HERE ARE THE LATEST trends in the world of investing:
- The S&P 500 fell 19.4% in 2022, after climbing 26.9% in 2021. Still, the shares in the S&P 500 are up 71.6% since the stock market bottomed in March 2020. These figures don’t include dividends.
- The broad U.S. stock market, the broad U.S. bond market, developed foreign stock markets and emerging stock markets all suffered double-digit losses in 2022. But look more closely, and there was one notable trend: Value stocks fared far better than growth stocks.
- Bonds provided investors with scant protection in 2022. The yield on the benchmark 10-year Treasury note rose to 3.88% from 1.51% at year-end 2021. As yields rose, bond prices fell, and the losses were especially severe for those holding longer-term bonds.
- The Federal Reserve increased short-term interest rates sharply in 2022. One consequence: One-year Treasury bills were yielding 4.73% as of Dec. 30, up from 0.39% at year-end 2021. Those favoring cash investments should enjoy even higher yields in the months ahead, as the Federal Reserve continues to raise rates in an effort to subdue inflation.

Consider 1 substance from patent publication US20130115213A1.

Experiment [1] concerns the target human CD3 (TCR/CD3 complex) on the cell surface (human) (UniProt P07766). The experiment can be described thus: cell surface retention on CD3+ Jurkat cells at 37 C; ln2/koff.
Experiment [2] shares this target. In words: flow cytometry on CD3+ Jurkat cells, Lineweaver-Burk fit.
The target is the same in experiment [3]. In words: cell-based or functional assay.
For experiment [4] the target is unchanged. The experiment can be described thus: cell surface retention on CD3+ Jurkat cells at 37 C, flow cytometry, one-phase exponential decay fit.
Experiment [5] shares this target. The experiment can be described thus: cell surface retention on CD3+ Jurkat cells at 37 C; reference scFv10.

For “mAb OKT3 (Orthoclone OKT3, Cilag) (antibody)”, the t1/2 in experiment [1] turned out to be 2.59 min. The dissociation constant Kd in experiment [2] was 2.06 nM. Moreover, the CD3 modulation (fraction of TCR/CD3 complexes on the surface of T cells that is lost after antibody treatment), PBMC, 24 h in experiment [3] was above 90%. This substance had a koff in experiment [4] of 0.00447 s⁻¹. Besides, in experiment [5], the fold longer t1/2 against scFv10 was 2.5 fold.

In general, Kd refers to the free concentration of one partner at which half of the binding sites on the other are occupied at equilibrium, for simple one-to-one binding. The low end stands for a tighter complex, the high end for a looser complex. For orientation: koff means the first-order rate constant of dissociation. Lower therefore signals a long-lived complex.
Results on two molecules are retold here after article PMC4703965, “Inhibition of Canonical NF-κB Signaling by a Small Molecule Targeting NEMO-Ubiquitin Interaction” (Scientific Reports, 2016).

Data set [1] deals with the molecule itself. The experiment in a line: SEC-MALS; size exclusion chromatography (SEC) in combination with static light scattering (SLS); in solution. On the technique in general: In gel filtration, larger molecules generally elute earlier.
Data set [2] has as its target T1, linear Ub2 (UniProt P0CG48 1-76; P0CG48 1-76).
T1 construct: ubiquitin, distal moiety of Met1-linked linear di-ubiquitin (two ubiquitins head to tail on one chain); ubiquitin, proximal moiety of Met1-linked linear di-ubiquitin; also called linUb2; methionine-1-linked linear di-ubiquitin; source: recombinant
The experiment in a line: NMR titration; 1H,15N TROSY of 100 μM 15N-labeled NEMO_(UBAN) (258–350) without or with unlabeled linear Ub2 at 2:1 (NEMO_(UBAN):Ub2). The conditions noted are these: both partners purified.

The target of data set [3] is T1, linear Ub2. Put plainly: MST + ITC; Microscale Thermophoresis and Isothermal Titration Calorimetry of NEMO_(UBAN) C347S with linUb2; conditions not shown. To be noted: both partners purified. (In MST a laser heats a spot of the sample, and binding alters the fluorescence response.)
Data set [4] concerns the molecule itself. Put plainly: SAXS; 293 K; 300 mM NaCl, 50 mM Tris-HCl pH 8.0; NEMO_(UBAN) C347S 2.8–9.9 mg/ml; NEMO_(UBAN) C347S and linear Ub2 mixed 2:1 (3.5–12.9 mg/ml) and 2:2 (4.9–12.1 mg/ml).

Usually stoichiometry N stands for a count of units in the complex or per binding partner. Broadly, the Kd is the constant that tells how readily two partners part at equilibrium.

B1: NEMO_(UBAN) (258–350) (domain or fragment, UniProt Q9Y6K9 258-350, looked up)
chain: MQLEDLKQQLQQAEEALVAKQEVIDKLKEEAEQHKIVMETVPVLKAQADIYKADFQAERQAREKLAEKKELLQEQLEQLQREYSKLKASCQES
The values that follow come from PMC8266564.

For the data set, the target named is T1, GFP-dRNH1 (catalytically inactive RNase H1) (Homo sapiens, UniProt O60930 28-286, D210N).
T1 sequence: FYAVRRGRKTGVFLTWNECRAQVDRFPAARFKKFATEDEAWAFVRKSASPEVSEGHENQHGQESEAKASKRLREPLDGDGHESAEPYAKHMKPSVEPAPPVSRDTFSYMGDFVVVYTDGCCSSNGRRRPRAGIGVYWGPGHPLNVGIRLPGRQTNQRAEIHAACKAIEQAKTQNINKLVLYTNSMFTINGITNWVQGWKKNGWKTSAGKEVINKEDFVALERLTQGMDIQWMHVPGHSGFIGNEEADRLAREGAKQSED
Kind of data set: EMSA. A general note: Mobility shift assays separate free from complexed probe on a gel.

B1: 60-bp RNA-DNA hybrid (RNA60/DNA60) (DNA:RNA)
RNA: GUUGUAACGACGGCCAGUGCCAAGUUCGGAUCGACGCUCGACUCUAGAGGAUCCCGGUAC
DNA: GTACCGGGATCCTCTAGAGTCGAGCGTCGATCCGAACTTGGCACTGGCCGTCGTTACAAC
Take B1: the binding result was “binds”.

- Real assets had mixed performance in 2022. Oil prices rose to $80 a barrel from $75 at year-end 2021. Gold treaded water, closing out the year at $1,830, right where it finished 2021. Meanwhile, real estate investment trusts fell hard in 2022 as interest rates rose.
- In December, the Federal Reserve projected that the U.S. economy would grow 0.5% in 2022 and 0.5% in 2023. What about unemployment? The Fed expects it to finish 2023 at 4.6%, while core inflation runs at 3.5%.
- As of 2019, 52.6% of U.S. families were invested in the stock market, up from 51.9% three years earlier, but below the 53.2% peak recorded in 2007, according to the Federal Reserve’s Survey of Consumer Finances. The survey is conducted every three years.
Want to get a handle on stock and bond market valuations? Check out the chapter on financial markets.
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